Friday, April 12, 2024

Thirsty farms pin hopes on fast track

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All eyes are on new water storage plans as growers in South Canterbury lose irrigation rights 10 weeks early.
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With no significant rainfall since November, a man-made lake supplying water to South Canterbury farmers has forced an end to irrigation 10 weeks ahead of the usual season close on May 31.

The level of Lake Opuha, near Fairlie, dropped below 373m (4%), which brought the 2023-24 irrigation season to an end on March 19 for Opuha Water Ltd (OWL) shareholders and water users.

Environment Canterbury issued a Water Shortage Direction to OWL, which allows the minimum environmental flows to reduce to three cumecs, transitioning to natural flows where inflows into the lake equal outflows from the dam with the lake level 370m (0%). 

The primary objective of this approach is to preserve the river connectivity for as long as feasible.

This is a situation that no one in the community wanted to see eventuate, South Canterbury irrigation co-operative OWL chief executive Bjorn Triplow said, but it is important to acknowledge that the Opuha Dam has done exactly what it was designed to do – provide environmental flows, community supply and reliable irrigation to the South Canterbury community. 

The dam generates electricity for the national grid for about 4000 households and supplies water to 16,000 hectares of farmland.

“Unfortunately, the persistent El Niño weather pattern we are experiencing along the east coast has pushed the dam to the limits of what it can provide,” Triplow said.  

The prolonged absence of meaningful rain resulted in a “strikingly low” lake level coming into  autumn.

“Ordinarily, the lake undergoes several filling cycles through the year, but this pattern has been disrupted.”

It has been almost a decade since the lake dropped so low with lake storage plummeting to within 50mm of zero in the 2014-15 summer.

The Ministry for Primary Industries recently declared a medium-scale adverse event in the top of the south, which has now been extended to include all districts in the Canterbury and Otago regions, based on the extended period of very dry conditions affecting the livestock sector in particular.

Meanwhile Irrigation NZ is pressing ahead with water storage projects it proposes as a critical component of climate adaptation and land use change.

IrrigationNZ chief executive Vanessa Winning said NZ has demonstrated to the government the need for enabling policy to build resilience from droughts, floods and “those times in between”.

 IrrigationNZ chief executive Vanessa Winning says early engagement with key ministers in the collation has set the stage for new policies endorsing water storage.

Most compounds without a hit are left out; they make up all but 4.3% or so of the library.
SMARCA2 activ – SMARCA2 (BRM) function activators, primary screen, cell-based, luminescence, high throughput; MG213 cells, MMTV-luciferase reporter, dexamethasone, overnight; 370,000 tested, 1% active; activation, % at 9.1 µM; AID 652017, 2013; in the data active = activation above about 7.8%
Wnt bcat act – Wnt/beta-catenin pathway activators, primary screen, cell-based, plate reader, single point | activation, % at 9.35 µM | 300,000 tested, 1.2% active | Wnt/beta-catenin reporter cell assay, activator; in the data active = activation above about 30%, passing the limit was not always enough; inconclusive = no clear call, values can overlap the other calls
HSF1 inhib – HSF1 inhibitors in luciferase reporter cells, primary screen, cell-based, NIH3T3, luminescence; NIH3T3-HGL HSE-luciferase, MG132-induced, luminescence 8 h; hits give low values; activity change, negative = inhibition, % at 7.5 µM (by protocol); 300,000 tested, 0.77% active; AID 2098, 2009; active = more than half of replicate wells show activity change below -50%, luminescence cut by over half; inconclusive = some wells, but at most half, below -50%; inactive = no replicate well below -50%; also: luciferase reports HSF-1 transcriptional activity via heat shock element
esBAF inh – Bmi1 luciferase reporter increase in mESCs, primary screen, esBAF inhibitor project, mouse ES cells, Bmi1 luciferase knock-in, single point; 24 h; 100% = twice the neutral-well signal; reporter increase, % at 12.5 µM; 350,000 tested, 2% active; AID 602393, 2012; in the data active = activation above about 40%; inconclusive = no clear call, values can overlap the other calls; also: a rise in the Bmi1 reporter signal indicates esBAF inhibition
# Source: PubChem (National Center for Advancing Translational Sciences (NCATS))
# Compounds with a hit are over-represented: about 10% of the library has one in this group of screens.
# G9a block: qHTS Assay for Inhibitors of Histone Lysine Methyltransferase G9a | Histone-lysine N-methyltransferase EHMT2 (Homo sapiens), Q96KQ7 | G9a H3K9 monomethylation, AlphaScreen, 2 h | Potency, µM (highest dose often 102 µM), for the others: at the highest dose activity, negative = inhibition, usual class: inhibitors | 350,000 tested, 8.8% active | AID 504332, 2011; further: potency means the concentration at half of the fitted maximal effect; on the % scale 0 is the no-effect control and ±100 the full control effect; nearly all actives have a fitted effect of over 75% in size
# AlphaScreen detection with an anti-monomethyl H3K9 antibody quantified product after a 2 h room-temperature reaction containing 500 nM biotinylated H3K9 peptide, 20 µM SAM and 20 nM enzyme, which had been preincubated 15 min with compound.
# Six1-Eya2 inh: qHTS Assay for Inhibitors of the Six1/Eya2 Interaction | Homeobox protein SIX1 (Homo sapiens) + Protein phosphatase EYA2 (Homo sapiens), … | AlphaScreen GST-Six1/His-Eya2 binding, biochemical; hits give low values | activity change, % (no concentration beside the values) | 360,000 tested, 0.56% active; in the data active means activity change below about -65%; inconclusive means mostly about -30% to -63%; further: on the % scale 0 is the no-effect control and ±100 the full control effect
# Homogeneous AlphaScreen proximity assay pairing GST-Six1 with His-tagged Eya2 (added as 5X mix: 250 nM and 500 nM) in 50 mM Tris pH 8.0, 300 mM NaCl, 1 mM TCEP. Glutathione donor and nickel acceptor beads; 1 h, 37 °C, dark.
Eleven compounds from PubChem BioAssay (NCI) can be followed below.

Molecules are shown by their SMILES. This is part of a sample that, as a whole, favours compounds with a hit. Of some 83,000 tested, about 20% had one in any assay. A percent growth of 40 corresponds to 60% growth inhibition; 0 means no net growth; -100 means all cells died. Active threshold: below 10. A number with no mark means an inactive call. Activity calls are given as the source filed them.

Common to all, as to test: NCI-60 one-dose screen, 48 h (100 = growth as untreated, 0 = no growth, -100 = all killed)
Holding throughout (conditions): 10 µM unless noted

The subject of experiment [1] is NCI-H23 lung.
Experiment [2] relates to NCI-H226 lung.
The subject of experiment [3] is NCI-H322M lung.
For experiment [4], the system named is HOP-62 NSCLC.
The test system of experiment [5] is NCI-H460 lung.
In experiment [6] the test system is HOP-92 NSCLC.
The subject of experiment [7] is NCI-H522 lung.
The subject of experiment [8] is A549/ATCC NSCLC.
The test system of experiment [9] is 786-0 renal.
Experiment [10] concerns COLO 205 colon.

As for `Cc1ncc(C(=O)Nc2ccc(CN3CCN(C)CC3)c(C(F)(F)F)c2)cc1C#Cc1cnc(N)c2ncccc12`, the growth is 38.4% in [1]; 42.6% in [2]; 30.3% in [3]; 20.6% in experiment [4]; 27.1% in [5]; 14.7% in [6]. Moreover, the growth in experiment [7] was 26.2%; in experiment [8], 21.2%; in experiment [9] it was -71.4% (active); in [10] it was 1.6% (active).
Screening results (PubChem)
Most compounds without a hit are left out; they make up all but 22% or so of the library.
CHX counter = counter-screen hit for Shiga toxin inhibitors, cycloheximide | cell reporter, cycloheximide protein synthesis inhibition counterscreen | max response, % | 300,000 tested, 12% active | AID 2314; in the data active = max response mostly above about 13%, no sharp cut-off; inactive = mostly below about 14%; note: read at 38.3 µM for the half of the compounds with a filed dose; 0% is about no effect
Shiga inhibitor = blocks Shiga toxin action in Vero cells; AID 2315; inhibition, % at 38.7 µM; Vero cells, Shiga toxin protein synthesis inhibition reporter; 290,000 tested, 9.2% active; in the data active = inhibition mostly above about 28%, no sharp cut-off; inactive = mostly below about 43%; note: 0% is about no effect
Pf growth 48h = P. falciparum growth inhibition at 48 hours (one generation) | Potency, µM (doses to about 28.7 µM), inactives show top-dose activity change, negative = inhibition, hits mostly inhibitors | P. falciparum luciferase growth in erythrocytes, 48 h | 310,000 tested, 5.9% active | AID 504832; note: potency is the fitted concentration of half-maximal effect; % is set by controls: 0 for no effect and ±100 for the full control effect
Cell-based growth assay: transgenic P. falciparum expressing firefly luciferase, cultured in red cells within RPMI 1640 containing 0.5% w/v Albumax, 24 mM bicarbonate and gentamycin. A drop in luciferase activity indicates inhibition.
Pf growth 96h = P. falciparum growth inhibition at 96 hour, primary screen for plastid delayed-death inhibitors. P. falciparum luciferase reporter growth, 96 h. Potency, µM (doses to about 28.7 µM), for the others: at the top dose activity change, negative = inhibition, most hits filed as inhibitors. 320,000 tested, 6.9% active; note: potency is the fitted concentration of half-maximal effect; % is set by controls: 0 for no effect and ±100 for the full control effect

She said early engagement with the key ministers in the collation has set the stage for new policies endorsing water storage.

Geared towards national, regional and local on-farm adaptation, these policies focus on securing water availability for land use, particularly in areas with highly productive soils and those supporting horticultural production.      

IrrigationNZ participated in the consultation for changes to the fast-track consenting regime. 

Winning said it’s pleasing to see the government demonstrating support for projects that need help managing the resource management minefield, reducing reliance on river run and supporting the infrastructure needed to grow food and support the environment.

IrrigationNZ has presented four projects it is eager to begin, with details on the Bill review and project list now expected in early April.

“Focusing on water management, we’re seeing a shift towards strategic climate resilience and support for farmers transitioning land use. Fast-track consenting and funding for water storage projects mark a significant change.” 

Key focuses include groundwater release, managing over-allocated catchments, community engagement, integrating with drinking water and renewable energy, and supporting iwi and hapu to thrive while improving the environment of our flora and fauna. 

“We need to get the balance right. There is enough water for all if we capture and store it properly. 

“If we do this well, we will keep our social licence and support our communities to manage through changing climatic conditions, provide choices for productive use and help our communities prosper.” 

While new projects are exciting, Winning said it’s crucial to improve water efficiency and outputs to demonstrate leadership in water management. 

This credibility is vital for discussions with regulators and communities, especially evident in schemes and irrigators in Canterbury and Otago.

Water infrastructure projects proposed by IrrigationNZ for the coming year in order of priority are Tuki Tuki in Hawke’s Bay; Falls Dam, North Otago; Wairarapa scheme revamp; and Klondyke water storage, Mid Canterbury.

“We expect these projects to employ a robust decision-making process.

“They are genuine whole-of-community projects and it will be crucial to have the community on board to join up solutions where everybody wins.

“People do understand if we are going to build resilience for our farming communities, particularly growing industry such as horticulture, then water storage is the genuine enabler,” Winning said.

“Like everyone else, we are now waiting on government to put the [fast track] list out.”

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